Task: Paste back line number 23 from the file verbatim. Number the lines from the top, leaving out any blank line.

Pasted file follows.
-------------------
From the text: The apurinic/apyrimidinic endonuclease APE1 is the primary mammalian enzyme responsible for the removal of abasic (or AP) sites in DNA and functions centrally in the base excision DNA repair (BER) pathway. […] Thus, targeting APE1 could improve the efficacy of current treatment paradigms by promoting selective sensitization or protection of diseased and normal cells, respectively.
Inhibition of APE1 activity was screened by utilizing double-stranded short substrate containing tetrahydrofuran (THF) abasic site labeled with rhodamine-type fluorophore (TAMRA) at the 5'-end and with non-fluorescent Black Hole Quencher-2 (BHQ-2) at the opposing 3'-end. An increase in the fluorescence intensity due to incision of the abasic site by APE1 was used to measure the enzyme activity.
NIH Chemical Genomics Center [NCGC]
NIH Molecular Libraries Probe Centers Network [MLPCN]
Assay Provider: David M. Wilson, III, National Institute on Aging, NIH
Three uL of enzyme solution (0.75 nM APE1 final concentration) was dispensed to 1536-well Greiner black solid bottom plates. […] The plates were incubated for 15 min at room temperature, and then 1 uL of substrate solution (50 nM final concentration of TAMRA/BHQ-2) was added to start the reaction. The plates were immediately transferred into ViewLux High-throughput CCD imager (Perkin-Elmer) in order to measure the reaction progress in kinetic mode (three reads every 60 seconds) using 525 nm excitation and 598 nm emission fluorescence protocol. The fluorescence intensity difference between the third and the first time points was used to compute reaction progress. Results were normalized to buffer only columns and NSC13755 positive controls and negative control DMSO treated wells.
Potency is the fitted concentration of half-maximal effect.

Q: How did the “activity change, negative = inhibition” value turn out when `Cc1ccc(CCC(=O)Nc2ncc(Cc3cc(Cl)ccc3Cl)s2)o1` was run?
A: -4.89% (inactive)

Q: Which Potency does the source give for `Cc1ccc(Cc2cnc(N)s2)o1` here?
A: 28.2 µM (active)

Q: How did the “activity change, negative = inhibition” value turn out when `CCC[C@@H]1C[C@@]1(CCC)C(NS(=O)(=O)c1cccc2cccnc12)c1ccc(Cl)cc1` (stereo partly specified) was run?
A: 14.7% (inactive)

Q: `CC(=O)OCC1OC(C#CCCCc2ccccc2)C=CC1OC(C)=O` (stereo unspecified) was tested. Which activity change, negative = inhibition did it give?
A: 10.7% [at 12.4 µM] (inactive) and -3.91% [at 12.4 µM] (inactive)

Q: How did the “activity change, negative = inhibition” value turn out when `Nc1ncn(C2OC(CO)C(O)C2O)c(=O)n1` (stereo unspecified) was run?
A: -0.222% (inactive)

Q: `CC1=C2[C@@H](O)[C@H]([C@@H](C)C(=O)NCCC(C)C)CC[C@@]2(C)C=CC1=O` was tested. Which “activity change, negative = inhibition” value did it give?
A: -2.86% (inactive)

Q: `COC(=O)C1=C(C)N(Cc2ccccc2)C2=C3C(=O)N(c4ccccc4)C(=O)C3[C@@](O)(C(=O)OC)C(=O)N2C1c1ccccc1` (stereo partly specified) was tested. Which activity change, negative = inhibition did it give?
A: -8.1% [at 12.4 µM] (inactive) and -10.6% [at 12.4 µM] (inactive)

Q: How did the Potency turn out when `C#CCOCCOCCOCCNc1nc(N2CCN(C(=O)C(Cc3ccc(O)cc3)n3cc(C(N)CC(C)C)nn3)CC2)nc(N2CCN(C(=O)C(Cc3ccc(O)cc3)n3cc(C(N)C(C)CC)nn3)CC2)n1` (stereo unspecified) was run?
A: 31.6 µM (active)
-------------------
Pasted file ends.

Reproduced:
A: 31.6 µM (active)